Inside the Capitol

Thursday, December 22, 2011

12-28 Governors pulling the old switcharoos

122811 films

SANTA FE --—Republicans and the Hollywood crowd seldom seem to be a very good match. Good reasons exist for this standoff. With a few notable exceptions, Hollywood types are more liberal in their thinking than most Republicans, especially on social issues.
Family values are another place the two part company. Certainly not all Republicans behave themselves, but as a whole, their expectations are much higher.
And when it comes to money, Hollywood has been much more generous to the last two Democratic presidents than it has to Republicans.
But why, when a filmmaker wants to film in a New Mexico community is there so often resistance? They bring jobs. They buy in the community. They're not that seedy, are they?
And why, when a movie claims the 25 percent tax rebate, does the governor charge that the money is coming from children's education?
New Mexico needs jobs. We're in bad fiscal shape but does the 25 percent rebate further bust our budget? Other red states, such as Louisiana and Georgia, rebate even more and think they're getting a good deal.
So is it just New Mexico Republicans that don't like Hollywood? Or is it something we're not seeing? One factor we're not seeing is an accurate cost analysis of New Mexico's 25 percent rebate.
Two studies in the past showed that the state is getting back either 15 cents or $1.50 on the dollar for our 25 percent rebate.Gov. Susana Martinez promised a comprehensive study of the rebate when she vetoed a bill to do just that last April. We've seen nothing of the study thus far.
Further confounding this situation is news that with seemingly no additional information on the film industry, Gov. Martinez now is talking with top studio executives, which she hasn't done before and seems to have changed her mind about dealing with Hollywood.
State officials are being very vague about whether the uncertainty of the film industry about New Mexico's feelings is hurting business. We do know of productions that have left the state or are considering it. Maybe that is why Gov. Martinez is putting on her current happy face.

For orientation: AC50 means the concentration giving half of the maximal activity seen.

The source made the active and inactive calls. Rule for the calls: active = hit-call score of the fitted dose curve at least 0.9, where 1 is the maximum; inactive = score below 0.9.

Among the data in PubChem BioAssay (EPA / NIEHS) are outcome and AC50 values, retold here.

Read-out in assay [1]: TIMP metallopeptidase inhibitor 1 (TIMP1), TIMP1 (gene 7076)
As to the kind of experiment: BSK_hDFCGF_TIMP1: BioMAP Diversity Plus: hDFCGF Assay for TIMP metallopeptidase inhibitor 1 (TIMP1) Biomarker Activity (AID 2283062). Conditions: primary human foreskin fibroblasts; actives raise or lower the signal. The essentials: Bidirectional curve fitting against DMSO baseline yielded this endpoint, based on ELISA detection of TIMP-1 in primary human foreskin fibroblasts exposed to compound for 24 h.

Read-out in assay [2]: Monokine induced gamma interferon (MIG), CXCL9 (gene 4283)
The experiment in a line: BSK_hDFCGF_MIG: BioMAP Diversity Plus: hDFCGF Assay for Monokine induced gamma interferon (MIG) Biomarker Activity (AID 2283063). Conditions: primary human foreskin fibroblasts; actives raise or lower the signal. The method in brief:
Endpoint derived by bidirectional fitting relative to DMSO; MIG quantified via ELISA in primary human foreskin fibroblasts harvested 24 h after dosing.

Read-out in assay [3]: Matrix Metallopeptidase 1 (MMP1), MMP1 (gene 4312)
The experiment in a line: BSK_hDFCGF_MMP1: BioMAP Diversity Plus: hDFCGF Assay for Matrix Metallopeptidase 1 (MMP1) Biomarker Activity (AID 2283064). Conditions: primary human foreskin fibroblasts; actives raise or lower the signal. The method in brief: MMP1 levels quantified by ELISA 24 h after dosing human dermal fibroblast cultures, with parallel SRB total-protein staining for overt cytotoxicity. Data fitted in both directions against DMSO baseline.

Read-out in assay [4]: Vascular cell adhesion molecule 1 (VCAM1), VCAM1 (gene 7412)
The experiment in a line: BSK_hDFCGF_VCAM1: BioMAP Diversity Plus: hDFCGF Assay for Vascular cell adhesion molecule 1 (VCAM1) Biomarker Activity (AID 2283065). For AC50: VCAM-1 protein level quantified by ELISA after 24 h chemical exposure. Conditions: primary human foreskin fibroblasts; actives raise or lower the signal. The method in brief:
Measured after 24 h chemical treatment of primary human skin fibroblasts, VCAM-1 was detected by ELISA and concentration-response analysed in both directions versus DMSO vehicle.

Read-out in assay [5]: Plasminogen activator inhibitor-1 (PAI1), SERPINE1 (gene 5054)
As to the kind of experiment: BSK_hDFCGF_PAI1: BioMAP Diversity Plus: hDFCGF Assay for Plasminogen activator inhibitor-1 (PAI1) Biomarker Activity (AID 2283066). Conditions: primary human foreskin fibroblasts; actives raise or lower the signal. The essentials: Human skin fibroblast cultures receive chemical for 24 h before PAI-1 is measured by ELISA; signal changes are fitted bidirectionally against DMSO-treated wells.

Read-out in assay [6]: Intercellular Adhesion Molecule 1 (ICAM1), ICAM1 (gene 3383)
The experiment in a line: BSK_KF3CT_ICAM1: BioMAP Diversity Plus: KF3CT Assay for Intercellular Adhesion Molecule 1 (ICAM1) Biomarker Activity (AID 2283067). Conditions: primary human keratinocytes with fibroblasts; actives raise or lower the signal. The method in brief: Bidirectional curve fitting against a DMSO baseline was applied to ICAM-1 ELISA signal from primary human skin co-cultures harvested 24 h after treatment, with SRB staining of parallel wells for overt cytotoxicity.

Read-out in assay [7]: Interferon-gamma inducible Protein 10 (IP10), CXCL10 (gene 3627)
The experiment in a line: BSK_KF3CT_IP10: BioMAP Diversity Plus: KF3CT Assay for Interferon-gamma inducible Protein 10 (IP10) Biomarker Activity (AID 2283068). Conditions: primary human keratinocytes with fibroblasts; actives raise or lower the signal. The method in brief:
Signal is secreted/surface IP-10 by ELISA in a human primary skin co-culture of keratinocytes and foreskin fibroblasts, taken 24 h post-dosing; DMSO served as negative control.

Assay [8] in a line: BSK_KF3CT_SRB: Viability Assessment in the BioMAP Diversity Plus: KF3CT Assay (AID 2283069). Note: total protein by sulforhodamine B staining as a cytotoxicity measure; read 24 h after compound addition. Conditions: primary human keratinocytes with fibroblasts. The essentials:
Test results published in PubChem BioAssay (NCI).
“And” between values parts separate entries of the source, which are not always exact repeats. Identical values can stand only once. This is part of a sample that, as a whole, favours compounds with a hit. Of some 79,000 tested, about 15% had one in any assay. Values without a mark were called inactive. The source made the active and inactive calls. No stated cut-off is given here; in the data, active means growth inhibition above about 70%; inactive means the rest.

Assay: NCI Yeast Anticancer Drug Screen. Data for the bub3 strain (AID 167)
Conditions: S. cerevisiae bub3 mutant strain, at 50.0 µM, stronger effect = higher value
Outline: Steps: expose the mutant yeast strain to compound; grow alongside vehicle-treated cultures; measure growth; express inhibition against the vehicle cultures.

On the heels of Gov. Martinez's Hollywood shocker, comes an announcement from Politico magazine that former New Mexico Governor Gary Johnson will switch his allegiance to the Libertarian Party today, Dec. 28, in Santa Fe.
Johnson is disillusioned with the GOP over its failure to accommodate his libertarian beliefs in the Republican big tent. About the only right path parties agree on is the right to bear arms. They are both in the same militia on that issue.
Johnson has maintained his dues-paying membership in the Libertarian Party wince before he first ran for governor. As I recall, Johnson also was a dues-paying member of Ross Perot's Independent Party at the time.
Johnson still will have to compete at the Libertarian convention Libertarian nomination 12 years ago when he still was governor when he still was governor and was being courted heavily by the party.
But the Libertarians still are interested in him, as they are with any Republican willing to defect.
Running as a Libertarian isn't going to help Johnson win the presidency any more that trying to get the Republican nomination. But it could make him a spoiler in a state or two and maybe enough to lose the race for the Republican nominee.
New Mexico is one of those states. Polling numbers show him still running strong here. Johnson could take away just enough votes away from the Republican nominee to throw the race to the Democrat.
Ross Perot may have done that in the 1992 presidential election between President George H.W. Bush and Bill Clinton. Former New Mexico Lt. Gov. Roberto Mondragon, running as a Green Party member, may have taken enough votes from Gov. Bruce King to put Gary Johnson over the top in 1994.


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